Fracking protests expected in Yorkshire this summer will post a “significant challenge” to over-stretched police resources in parts of the region, the body representing rank and file officers has claimed.
Demonstrations are expected in the coming weeks in response to the long-awaited decision on a proposal by Third Energy to use the controversial mining method at Kirby Misperton, North Yorkshire, next month.
We know we invariably have a huge influx of visitors, and a variety of large scale events across the summer, such as York Races and the Great Yorkshire Show.Mike Stubbs, North Yorkshire Police Federation
Mike Stubbs, of North Yorkshire’s Police Federation, says the difficulties the county’s force faces in maintaining order at major events over the summer will be made worse by the need to police the protests.
He said: “We know we invariably have a huge influx of visitors, and a variety of large scale events across the summer, such as York Races and the Great Yorkshire Show.
“Cuts to neighbouring forces will limit the support that they can offer us. If we see large scale protests over fracking, it will be a significant challenge for the force.”
The claims were made in a statement released by the Federation in response to the re-election of Conservative Julia Mulligan as police and crime commissioner last week.
Mr Stubbs said the fracking protests would exacerbate “resourcing problems traditionally experienced in the summer period, arising from North Yorkshire’s popularity as a tourist destination”.
He added: “Now that the election is over, it is time to take the politics out of policing in this county, and work together to make sure we can continue to keep North Yorkshire the safest county in England.
“Whenever we raise the issue of officer numbers, we are constantly told that it isn’t about the number of police officers, it is about how they are deployed.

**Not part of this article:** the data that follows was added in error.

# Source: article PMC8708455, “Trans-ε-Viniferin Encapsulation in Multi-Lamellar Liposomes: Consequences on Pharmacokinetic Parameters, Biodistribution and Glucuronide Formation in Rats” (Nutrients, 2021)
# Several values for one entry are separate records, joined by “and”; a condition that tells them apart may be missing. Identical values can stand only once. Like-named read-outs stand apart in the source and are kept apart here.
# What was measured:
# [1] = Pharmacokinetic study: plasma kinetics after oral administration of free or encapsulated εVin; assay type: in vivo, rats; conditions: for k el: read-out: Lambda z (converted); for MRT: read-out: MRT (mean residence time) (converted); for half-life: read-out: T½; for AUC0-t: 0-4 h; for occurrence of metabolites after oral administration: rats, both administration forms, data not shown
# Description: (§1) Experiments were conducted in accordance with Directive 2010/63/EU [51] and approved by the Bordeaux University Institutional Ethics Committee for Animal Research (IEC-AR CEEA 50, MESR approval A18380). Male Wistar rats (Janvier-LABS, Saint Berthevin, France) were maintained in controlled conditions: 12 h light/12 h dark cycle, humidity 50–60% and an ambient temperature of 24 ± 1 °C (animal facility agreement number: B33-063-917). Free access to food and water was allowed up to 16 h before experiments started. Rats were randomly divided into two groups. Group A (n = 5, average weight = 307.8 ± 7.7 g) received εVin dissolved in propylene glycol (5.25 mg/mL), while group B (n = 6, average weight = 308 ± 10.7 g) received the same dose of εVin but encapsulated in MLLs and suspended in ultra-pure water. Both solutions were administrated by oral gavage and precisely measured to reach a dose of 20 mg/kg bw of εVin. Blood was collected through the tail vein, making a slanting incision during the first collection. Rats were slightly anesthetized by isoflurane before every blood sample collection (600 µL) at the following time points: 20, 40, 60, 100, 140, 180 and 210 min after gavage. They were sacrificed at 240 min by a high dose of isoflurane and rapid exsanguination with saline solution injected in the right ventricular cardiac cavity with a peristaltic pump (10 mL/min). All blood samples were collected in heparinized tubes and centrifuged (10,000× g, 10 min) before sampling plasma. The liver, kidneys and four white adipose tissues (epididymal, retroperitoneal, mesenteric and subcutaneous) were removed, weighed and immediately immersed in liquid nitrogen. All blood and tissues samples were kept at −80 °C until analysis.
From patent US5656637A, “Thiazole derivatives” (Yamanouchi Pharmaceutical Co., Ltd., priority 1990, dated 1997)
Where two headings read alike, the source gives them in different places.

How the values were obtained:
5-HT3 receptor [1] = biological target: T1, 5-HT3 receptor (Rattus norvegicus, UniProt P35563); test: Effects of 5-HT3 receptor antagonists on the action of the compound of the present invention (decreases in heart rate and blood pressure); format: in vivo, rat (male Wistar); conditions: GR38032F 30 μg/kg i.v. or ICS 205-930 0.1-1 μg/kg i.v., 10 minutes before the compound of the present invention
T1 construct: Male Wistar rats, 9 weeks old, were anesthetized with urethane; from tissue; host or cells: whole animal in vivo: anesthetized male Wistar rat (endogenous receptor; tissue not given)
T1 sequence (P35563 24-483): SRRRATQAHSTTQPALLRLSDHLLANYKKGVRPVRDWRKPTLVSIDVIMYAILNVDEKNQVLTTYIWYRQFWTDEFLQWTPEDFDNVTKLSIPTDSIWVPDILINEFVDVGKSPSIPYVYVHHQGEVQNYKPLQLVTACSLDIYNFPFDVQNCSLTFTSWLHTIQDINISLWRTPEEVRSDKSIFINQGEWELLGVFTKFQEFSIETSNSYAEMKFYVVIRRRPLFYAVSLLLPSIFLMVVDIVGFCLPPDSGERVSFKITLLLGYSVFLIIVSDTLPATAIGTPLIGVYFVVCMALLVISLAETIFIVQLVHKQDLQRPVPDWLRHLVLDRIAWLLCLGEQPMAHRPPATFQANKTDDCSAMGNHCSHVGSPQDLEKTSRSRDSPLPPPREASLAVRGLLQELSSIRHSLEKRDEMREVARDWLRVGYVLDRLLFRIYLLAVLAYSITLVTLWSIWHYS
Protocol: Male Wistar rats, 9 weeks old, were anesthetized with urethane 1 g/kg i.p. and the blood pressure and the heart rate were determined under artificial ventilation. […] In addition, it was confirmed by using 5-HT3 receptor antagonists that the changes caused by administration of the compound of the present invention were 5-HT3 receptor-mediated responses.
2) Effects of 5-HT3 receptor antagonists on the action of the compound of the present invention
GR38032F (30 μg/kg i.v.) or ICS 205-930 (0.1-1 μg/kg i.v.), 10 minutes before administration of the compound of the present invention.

“Well, if it isn’t about numbers, can someone please explain why there are 8,500 cancelled rest days currently owed to police officers in North Yorkshire.
“Those rest days have been cancelled to meet operational needs. This evidence supports what we are being told by our members, that they are struggling to keep up with demand.”
North Yorkshire County Council will rule on the fracking application at Kirby Misperton on May 20. Third Energy first asked for permission at the end of July last year and planning rules say the application should have been decided within 16 weeks.
But the process has been repeatedly delayed amid requests from the county for further information.
The decision will receive national attention amid frustration from the Government and energy firms at the slow progress in getting a UK fracking industry up and running in the face of vocal opposition.
It was reported in April that environmental organisation Greenpeace has hinted it may take “direct action” against plans to start fracking in the Ryedale district. Superintendent Dave Hannan, Head of Specialist Operations at North Yorkshire Police, said: “The police have a duty to facilitate lawful protest. This involves liaising with all sides of the issue and working with local authority partners to minimise disruption to residents and businesses.”
Last October, watchdog Her Majesty’s Inspectorate of Constabulary found that that North Yorkshire Police was “adequately prepared to face its future financial challenges”.
It said: “It has successfully reduced its spending over the last spending review period while working hard to protect local policing. For these reasons the force is graded as good.
“Future saving plans beyond 2017 are being developed and rely on the force adopting a number of different ways of working.”
North Yorkshire Police, which covers an area of 3,208 square miles with a population of roughly 800,000 people, earlier this year launched a recruitment drive in a bid to raise its officer numbers to 1,400 after avoiding swingeing cuts in last year’s Government spending review.
The scheme announced by crime commissioner Julia Mulligan would see the force’s manpower rise from its current level of 1,343 and the number of Police Community Support Officers rise from 183 to 200.
Though the force has not had to make savings like those in neighbouring West Yorkshire, it has fewer employees than 2010, when it had 1,486 officers and 198 PCSOs.
The cuts expected in November’s Autumn Statement would have meant officer numbers could have fallen as low as 1,298, according to Mrs Mulligan.
In response to the Police Federation, Mrs Mulligan said: “We are currently running a successful recruitment campaign which has attracted many high-quality applicants for the new police officer posts that are being created.
“The boost in both police officer and PCSO numbers as well as specialist civilian staff is very good news for North Yorkshire and means we are in a much stronger position to deliver our goals – protecting vulnerable people, cutting crime and anti-social behaviour and delivering a better service to victims.
“We also have relatively robust finances which means we are well-placed to resource and deal with operational demands as required.
“Of course none of this means I will be complacent about continuing to champion North Yorkshire’s corner for funding with the powers that be.”